I'm teaching my kids how to get around on public transport. Why? Because they need to learn that big leather seats, an on-call chauffeur and being delivered door-to-door is not a lifetime entitlement. They also need to understand that their parents have a life that doesn't involve the inside of a car!
Weekends are a good time to become familiar with public transport as it's less busy and you'll have more time to get around… and get lost.
Announcing a weekend jaunt on public transport may not generate a massive round of applause from the kids, so it's important to make it interesting and fun. So, how do you do this?
First, give them control. I have a view that most kids are "Gen I" – I want, I need, I must, etc. My kids want, need and must regularly have a gelato from Gelato Messina (voted best ice cream and gelato by SMH Good Food Guide 2011). Although familiar with the chauffeur driven route to Gelato Messina's Darlinghurst location, they had no idea how to get there by public transport. However, with the promise of a gelato at the end of the journey, they were eager to start researching public transport options.
Second, make planning fun. Put away the paper timetables and slow-loading websites as kids will soon lose interest. Instead, download apps cleverly designed for planning travel on public transport. A favourite in our house is TripView Lite (by Grofsoft), a free app with an option to upgrade to an enhanced version for a small price. The app is easy to use and enables you to plan your trip from A to B with timetable options, service updates, estimated arrival times and more. You can even track in real-time how far away your train, bus or ferry is so you can confidently decide whether there's time for a toilet stop beforehand or whether you'll have to hold on!
Other apps that may appeal to kids and parents alike are TripGo (by SkedGo), Triptastic (by AppJourney), Arrivo Sydney (by Riverstone Labs) and TransitTimes (by Quentin Zervaas). Each has different features that will appeal for different reasons but they all meet the objective of helping kids to learn how to get around on public transport.
Another fun app is Hidden City. If the kids don't know where they want to go, this app will suggest a destination and then give you step-by-step instructions on how to get there by public transport. This is great if you're in the mood for a magical mystery tour.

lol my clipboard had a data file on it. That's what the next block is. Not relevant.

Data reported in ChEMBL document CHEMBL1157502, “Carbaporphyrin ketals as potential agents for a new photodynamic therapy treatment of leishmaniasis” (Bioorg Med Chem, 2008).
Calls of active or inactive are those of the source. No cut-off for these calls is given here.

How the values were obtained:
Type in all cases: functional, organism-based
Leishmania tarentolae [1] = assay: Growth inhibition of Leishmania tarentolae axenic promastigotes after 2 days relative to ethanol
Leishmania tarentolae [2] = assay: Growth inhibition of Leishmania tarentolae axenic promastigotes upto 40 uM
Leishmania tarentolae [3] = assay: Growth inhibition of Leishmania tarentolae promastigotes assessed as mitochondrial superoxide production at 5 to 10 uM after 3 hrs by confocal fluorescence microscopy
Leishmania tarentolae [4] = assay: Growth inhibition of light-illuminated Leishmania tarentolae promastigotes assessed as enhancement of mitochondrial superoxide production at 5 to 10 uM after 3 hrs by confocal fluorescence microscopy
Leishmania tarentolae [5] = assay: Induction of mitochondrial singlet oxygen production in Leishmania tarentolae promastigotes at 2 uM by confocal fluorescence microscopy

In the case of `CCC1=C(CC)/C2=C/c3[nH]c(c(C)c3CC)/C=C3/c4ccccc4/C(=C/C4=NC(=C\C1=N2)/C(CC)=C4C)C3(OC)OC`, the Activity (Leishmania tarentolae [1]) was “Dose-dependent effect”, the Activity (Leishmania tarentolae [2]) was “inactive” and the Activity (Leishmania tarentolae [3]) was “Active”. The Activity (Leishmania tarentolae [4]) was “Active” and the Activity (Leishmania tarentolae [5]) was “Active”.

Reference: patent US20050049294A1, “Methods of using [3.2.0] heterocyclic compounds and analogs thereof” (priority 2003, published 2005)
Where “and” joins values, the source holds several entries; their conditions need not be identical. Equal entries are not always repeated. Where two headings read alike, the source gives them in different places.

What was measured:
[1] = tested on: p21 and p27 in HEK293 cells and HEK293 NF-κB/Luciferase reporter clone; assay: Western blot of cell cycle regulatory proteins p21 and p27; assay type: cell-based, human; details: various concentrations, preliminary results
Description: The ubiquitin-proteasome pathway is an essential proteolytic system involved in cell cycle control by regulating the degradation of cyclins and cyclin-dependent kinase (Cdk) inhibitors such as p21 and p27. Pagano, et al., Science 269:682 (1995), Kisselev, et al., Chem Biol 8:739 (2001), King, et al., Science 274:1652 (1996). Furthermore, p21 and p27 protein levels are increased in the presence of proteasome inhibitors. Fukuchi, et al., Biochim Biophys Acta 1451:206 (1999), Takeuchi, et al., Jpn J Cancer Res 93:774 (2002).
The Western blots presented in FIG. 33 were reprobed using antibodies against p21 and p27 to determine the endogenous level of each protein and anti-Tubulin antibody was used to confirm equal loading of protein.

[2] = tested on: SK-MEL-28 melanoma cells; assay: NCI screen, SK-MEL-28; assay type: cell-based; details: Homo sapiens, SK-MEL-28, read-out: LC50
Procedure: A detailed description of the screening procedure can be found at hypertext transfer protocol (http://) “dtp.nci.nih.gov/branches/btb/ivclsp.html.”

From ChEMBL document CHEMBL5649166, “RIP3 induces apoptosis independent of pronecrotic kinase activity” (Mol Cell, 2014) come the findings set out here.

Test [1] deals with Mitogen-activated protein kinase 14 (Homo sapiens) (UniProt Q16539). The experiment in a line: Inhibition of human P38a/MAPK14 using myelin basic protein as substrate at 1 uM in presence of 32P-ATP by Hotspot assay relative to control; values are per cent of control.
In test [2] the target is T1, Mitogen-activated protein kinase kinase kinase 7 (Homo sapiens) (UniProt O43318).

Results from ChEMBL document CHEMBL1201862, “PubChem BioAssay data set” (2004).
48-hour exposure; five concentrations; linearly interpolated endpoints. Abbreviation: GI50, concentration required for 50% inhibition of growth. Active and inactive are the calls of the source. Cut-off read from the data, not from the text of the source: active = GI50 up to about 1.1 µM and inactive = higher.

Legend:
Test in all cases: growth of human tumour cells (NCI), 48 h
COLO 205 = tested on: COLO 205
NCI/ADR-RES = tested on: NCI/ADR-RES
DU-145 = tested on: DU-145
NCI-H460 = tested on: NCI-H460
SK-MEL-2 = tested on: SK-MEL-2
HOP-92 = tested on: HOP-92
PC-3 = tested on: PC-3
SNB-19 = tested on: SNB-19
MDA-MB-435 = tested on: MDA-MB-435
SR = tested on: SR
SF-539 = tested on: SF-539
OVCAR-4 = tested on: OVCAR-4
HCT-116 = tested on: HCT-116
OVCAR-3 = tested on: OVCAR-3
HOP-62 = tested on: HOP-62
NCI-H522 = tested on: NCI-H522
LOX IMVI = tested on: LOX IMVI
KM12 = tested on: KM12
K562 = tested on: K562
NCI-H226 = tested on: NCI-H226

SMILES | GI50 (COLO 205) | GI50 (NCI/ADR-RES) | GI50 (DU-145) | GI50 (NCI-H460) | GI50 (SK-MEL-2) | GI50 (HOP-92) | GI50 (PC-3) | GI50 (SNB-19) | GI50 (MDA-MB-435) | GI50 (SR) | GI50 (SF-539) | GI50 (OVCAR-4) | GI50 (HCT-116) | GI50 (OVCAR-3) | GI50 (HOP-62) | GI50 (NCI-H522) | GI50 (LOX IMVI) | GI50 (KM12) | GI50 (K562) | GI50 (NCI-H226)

For those of us who struggle with the idea of releasing our kids into the world as independent travellers, have a look at some of the child safety/emergency apps that are also available. There are a few of these apps around and one which comes highly recommended is the HelpMe app launched by the Daniel Morcombe Foundation in 2012. This app has some great features for child safety and will also alleviate some of the worry for parents.
Another way to ensure kids enjoy the experience of public transport is to have fun getting lost. We missed a bus and caught a train going in the wrong direction (had we taken notice of TripView's platform indicator, this wouldn't have happened). Remember, this is about learning so mistakes help to reinforce how to avoid the same thing happening in future. The important thing is that the kids have fun, they feel they're in the driver's seat and we can sit back and enjoy the ride.
So, having exhausted Sydney's network of ferries, buses and trains and come across some surprises along the way, we finally arrived at Gelato Messina. We felt we'd earned our double scoops of tiramisu, chocolate fondant and salted caramel and white chocolate gelato. With contented tummies and titillated tastebuds, we started on the journey home listening to the kids discussing where they'd like to go next weekend.
Gelato Messina salted caramel and white chocolate gelato - worth the trip
Great article, Jenny - especially encouraging kids to be independent is so important. I love the Hidden City app - have just downloaded it on your recommendation. I agree with Bryony though, too - learning to read maps helps kids develop a good sense of direction, and to understand East-West etc, which following GPS etc intructions does not. J.
Thanks Julie and Bryony for your comments. The feedback is appreciated. Yes, knowledge of map reading is important (though I've never been good at it - ask my husband...)! Bryony, although we don't have A-Z in Sydney, I carried my tatty copy with me everywhere when I lived in London. It was a handbag essential!
The best way is to teach them how to read a map; that way if they are every going somewhere they haven't been before, or get lost, they can find their way by following an A-Z. Although it is rare, not all kids have mobiles which they can download apps from. I also think it is very beneficial to learn the old fashioned way, so they are not totally reliant on technology.